© 2003

Magnetospheric Imaging — The Image Prime Mission

  • J. L. Burch

Table of contents

  1. Front Matter
    Pages i-viii
  2. J. L. Burch
    Pages 1-24
  3. B. R. Sandel, J. Goldstein, D. L. Gallagher, M. Spasojevic
    Pages 25-46
  4. M. B. Moldwin, B. R. Sandel, M. F. Thomsen, R. C. Elphic
    Pages 47-61
  5. Donald G. Mitchell, Pontus C:Son Brandt, Edmond C. Roelof, Douglas C. Hamilton, Kyle C. Retterer, Steven Mende
    Pages 63-75
  6. M.-C. Fok, T. E. Moore, G. R. Wilson, J. D. Perez, X. X. Zhang, P. C:Son Brandt et al.
    Pages 77-103
  7. Janet U. Kozyra, Michael W. Liemohn
    Pages 105-131
  8. C. J. Pollock, P. C:Son-Brandt, J. L. Burch, M. G. Henderson, J.-M. Jahn, D. J. Mccomas et al.
    Pages 155-182
  9. J. L. Green, B. W. Reinisch
    Pages 183-210
  10. S. B. Mende, H. U. Frey, T. J. Immel, J.-C. Gerard, B. Hubert, S. A. Fuselier
    Pages 211-254
  11. H. U. Frey, S. B. Mende, T. J. Immel, J.-C. Gérard, B. Hubert, S. Habraken et al.
    Pages 255-283
  12. S. A. Fuselier, S. B. Mende, T. E. Moore, H. U. Frey, S. M. Petrinec, E. S. Claflin et al.
    Pages 285-312
  13. J. Berchem, S. A. Fuselier, S. Petrinec, H. U. Frey, J. L. Burch
    Pages 313-349
  14. T. E. Moore, M. R. Collier, M.-C. Fok, S. A. Fuselier, H. Khan, W. Lennartsson et al.
    Pages 351-371

About this book


The Imager for Magnetopause-to-Aurora Global Exploration (IMAGE) is a NASA Explorer mission that is the first space mission dedicated to imaging of the Earth's magnetosphere. IMAGE was launched from Vandenberg AFB into an elliptical polar orbit by a Delta II launch vehicle on March 25, 2000. The two-year prime sci­ entific mission of IMAGE began on May 25, 2000 after instrument commissioning was successfully completed. IMAGE has now been approved for operation until October 1,2005, and an additional two-year extension is now being considered by NASA. The papers in this volume represent many of the scientific results obtained dur­ ing the IMAGE prime mission and include some of the early correlative research with ground-based measurements, measurements from other spacecraft such as Cluster II, and relevant theory and modeling programs. All of the reported work is related to the overall IMAGE science objective: How does the magnetosphere respond globally to the changing conditions in the solar wind? IMAGE addresses this question with multi-spectral imaging of most of the important plasma pop­ ulations of the inner magnetosphere, combined with radio sounding of gradients of total plasma content. The new experimental techniques fall into the following areas: neutral atom imaging (NAI) over an energy range from 10 eV to 500 keY for detection of ionospheric outflow, the plasma sheet, and the ring current; far ultraviolet (FUV) imaging at 121-190 nm for detection of precipitating protons and the global aurora; extreme ultraviolet (EUV) imaging at 30.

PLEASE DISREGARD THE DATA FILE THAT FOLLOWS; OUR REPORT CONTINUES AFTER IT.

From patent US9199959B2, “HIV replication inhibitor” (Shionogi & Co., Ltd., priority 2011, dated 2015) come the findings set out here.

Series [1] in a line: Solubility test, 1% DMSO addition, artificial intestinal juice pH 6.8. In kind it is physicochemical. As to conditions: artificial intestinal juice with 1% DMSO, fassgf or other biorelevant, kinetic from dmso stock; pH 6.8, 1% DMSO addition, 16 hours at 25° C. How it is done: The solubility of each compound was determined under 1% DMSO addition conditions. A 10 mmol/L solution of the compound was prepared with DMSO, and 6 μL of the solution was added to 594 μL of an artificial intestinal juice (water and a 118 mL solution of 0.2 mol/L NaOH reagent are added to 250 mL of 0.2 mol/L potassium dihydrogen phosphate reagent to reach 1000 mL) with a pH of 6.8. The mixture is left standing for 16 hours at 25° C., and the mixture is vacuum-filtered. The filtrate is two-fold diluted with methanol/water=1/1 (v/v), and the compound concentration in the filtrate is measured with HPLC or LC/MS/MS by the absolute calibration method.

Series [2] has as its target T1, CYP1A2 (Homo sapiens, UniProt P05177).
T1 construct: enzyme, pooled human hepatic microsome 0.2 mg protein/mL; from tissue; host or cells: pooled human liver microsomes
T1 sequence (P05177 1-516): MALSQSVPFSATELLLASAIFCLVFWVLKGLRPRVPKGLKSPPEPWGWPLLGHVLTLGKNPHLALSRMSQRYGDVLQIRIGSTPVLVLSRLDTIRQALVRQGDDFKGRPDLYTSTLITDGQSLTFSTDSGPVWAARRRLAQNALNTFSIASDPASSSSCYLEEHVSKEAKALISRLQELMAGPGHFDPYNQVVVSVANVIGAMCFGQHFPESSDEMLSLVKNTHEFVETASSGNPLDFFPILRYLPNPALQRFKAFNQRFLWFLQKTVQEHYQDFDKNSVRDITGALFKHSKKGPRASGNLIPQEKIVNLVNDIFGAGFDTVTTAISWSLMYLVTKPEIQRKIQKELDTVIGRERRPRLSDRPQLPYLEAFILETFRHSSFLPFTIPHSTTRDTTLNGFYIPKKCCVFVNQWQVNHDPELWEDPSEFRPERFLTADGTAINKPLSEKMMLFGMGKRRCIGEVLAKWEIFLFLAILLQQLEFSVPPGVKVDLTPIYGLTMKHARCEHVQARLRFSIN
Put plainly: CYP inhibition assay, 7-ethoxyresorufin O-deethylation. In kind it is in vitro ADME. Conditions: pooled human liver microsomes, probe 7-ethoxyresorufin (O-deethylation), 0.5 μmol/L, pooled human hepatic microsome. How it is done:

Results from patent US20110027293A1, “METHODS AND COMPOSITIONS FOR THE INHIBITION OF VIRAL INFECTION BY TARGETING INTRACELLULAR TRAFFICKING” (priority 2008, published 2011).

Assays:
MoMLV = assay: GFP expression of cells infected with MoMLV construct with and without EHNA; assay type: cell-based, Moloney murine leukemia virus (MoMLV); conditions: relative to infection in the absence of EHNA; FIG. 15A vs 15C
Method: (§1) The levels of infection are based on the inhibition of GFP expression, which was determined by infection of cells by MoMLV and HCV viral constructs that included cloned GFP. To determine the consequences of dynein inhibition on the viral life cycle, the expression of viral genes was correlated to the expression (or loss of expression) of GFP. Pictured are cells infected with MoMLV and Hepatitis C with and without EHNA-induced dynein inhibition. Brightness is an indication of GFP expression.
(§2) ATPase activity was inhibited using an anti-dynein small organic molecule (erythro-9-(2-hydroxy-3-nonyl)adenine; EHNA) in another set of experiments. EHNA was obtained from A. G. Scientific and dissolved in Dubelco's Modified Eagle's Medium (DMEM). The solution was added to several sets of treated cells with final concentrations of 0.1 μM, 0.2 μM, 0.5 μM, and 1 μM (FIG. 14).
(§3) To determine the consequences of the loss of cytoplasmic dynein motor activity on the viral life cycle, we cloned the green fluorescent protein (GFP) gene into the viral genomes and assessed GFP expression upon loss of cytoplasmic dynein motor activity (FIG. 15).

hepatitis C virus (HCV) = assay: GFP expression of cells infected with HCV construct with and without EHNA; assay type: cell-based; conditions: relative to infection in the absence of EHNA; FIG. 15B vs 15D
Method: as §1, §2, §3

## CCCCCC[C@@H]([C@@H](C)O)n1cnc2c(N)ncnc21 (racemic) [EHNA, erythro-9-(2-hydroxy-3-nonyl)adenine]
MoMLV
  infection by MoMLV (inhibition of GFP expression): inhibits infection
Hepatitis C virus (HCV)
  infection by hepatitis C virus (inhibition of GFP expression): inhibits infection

Heliosphere Planet Solar wind magnetic field solar

Editors and affiliations

  • J. L. Burch
    • 1
  1. 1.Southwest Research InstituteSan AntonioUSA

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